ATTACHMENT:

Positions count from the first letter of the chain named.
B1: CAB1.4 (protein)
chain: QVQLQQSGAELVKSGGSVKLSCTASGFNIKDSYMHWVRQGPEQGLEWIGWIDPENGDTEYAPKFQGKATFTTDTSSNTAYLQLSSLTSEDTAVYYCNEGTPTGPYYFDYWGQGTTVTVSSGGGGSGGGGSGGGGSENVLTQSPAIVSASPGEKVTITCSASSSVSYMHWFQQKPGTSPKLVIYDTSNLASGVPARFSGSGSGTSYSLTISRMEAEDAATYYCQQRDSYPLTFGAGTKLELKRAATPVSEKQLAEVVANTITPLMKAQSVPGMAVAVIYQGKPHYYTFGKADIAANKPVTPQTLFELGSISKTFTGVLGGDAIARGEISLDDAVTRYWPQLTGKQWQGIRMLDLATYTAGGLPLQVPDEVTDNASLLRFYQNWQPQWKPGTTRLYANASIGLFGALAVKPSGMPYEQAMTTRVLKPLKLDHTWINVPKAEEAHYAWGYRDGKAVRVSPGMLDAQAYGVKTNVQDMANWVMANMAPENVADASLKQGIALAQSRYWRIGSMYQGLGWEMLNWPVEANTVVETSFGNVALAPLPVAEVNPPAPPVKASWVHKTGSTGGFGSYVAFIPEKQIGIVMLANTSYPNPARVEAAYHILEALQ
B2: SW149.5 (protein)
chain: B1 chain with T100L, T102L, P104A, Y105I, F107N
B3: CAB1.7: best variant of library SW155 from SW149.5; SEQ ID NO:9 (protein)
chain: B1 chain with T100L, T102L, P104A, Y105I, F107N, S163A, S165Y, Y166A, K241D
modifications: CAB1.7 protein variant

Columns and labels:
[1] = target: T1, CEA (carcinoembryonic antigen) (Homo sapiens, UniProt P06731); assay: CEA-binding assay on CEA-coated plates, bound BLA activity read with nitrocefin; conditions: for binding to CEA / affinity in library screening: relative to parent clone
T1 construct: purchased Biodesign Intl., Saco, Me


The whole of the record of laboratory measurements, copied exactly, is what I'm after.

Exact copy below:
Positions count from the first letter of the chain named.
B1: CAB1.4 (protein)
chain: QVQLQQSGAELVKSGGSVKLSCTASGFNIKDSYMHWVRQGPEQGLEWIGWIDPENGDTEYAPKFQGKATFTTDTSSNTAYLQLSSLTSEDTAVYYCNEGTPTGPYYFDYWGQGTTVTVSSGGGGSGGGGSGGGGSENVLTQSPAIVSASPGEKVTITCSASSSVSYMHWFQQKPGTSPKLVIYDTSNLASGVPARFSGSGSGTSYSLTISRMEAEDAATYYCQQRDSYPLTFGAGTKLELKRAATPVSEKQLAEVVANTITPLMKAQSVPGMAVAVIYQGKPHYYTFGKADIAANKPVTPQTLFELGSISKTFTGVLGGDAIARGEISLDDAVTRYWPQLTGKQWQGIRMLDLATYTAGGLPLQVPDEVTDNASLLRFYQNWQPQWKPGTTRLYANASIGLFGALAVKPSGMPYEQAMTTRVLKPLKLDHTWINVPKAEEAHYAWGYRDGKAVRVSPGMLDAQAYGVKTNVQDMANWVMANMAPENVADASLKQGIALAQSRYWRIGSMYQGLGWEMLNWPVEANTVVETSFGNVALAPLPVAEVNPPAPPVKASWVHKTGSTGGFGSYVAFIPEKQIGIVMLANTSYPNPARVEAAYHILEALQ
B2: SW149.5 (protein)
chain: B1 chain with T100L, T102L, P104A, Y105I, F107N
B3: CAB1.7: best variant of library SW155 from SW149.5; SEQ ID NO:9 (protein)
chain: B1 chain with T100L, T102L, P104A, Y105I, F107N, S163A, S165Y, Y166A, K241D
modifications: CAB1.7 protein variant

Columns and labels:
[1] = target: T1, CEA (carcinoembryonic antigen) (Homo sapiens, UniProt P06731); assay: CEA-binding assay on CEA-coated plates, bound BLA activity read with nitrocefin; conditions: for binding to CEA / affinity in library screening: relative to parent clone
T1 construct: purchased Biodesign Intl., Saco, Me